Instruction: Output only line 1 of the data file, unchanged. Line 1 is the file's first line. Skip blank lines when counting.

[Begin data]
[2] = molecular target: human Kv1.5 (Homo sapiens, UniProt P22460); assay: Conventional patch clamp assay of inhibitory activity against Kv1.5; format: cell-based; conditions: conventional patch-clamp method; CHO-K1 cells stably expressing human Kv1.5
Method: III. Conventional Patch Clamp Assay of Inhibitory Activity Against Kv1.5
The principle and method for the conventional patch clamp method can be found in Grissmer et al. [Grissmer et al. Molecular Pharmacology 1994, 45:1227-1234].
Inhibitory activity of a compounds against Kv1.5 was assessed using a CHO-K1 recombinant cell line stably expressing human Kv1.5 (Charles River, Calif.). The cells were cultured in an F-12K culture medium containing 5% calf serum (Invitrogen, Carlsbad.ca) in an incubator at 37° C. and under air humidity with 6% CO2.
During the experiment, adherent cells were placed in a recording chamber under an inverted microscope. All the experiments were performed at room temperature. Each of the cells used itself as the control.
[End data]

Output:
[2] = molecular target: human Kv1.5 (Homo sapiens, UniProt P22460); assay: Conventional patch clamp assay of inhibitory activity against Kv1.5; format: cell-based; conditions: conventional patch-clamp method; CHO-K1 cells stably expressing human Kv1.5